Barchana said his team does not know how many of the post-war European immigrants suffered through the experience of Nazi concentration camps or wartime Jewish ghettos. However, he said his team assumed that many or most did, and that, in any case, "all the Jews in Europe at war time had gone through severe food deprivation and other stresses."

Higher cancer risks seemed to linger for decades for this group, the researchers found. Male Holocaust survivors experienced a 14 percent higher cancer incidence rate than pre-war immigrants and were 2.4 times more likely to get cancer than their pre-war compatriots.

Female Holocaust survivors had a 21 percent higher rate of cancer than pre-war immigrants and were 2.3 times more likely to have a cancer diagnosis than pre-war immigrants.

Breaking down cancer incidence by specific diseases, the authors found that Holocaust survivors were at a significantly higher risk for lung cancer, Kaposi's sarcoma (a rare form of skin malignancy), and prostate cancer.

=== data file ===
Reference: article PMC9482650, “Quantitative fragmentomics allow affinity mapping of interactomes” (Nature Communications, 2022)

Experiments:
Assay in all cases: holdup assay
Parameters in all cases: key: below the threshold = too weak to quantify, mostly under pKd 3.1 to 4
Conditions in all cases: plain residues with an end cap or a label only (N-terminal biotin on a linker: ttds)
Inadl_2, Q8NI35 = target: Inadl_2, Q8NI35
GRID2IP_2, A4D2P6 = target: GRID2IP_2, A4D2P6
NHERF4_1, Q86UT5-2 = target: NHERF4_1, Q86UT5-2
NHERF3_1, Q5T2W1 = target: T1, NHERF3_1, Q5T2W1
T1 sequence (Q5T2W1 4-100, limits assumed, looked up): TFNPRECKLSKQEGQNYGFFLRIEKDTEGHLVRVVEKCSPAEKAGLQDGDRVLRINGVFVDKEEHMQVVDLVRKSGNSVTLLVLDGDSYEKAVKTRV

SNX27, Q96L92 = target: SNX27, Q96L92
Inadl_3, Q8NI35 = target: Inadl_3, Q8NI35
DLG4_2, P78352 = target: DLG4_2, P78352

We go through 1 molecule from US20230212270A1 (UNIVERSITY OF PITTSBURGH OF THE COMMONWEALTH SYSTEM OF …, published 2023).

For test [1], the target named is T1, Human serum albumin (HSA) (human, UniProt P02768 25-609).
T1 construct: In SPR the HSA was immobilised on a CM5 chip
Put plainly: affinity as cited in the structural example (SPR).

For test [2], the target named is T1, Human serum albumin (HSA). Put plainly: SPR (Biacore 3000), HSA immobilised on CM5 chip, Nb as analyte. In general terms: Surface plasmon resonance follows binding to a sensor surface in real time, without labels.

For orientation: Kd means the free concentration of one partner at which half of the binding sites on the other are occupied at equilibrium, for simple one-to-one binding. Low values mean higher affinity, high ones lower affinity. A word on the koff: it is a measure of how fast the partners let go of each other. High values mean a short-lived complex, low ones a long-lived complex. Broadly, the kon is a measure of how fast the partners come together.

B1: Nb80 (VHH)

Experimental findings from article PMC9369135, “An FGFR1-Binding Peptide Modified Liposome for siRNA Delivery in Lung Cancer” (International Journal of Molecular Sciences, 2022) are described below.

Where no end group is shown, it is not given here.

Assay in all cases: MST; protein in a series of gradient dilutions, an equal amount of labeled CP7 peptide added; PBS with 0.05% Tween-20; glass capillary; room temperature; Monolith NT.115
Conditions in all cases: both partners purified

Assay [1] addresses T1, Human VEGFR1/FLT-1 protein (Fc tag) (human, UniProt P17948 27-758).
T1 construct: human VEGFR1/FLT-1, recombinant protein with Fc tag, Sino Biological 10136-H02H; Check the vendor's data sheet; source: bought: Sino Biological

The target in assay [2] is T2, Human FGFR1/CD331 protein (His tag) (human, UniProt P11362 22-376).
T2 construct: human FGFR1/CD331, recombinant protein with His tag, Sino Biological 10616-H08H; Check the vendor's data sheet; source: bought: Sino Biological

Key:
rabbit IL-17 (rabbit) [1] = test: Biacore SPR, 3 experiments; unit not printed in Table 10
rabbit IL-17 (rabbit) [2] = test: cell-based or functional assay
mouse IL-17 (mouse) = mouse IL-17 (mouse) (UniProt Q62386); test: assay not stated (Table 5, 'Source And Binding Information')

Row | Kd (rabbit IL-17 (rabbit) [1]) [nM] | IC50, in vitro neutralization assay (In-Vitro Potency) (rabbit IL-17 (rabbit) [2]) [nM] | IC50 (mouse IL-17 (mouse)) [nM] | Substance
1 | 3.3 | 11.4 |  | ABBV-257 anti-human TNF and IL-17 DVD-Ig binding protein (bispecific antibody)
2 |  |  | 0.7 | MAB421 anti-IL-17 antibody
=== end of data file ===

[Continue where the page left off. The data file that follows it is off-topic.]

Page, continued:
Heightened risks for certain other cancers stood out. For example, male Holocaust survivors were nine times more likely to be diagnosed with cancer of the large intestine than pre-war immigrants. Female Holocaust survivors faced more than double the risk for cancer of the large intestine and a 50 percent higher risk of developing breast cancer, the study found.

In addition, Barchana's team found that the younger the Holocaust survivor was during the war, the greater their risk for getting cancer. In fact, most of the increase in risk among Holocaust survivors was borne by those who were 14 years of age or younger during World War II.

Barchana said that finding has been shown in other studies involving survivors of terrible events. "Research on A-bomb survivors in Japan clearly shows that women that were at a young age are at higher risk of developing cancer later in life," he said. Similar data is emerging among those affected by the Chernobyl nuclear plant accident, Barchana added.

Patients who had survived the Holocaust also had a tougher battle to fight off the disease once it was diagnosed, the researchers found. According to Barchana, that may be due to the fact that "Holocaust survivors are being diagnosed at later stages compared to the control group."

Five-year cancer survival rates were 5 percent to 13 percent lower among Holocaust survivors compared to other immigrants, regardless of sex or age.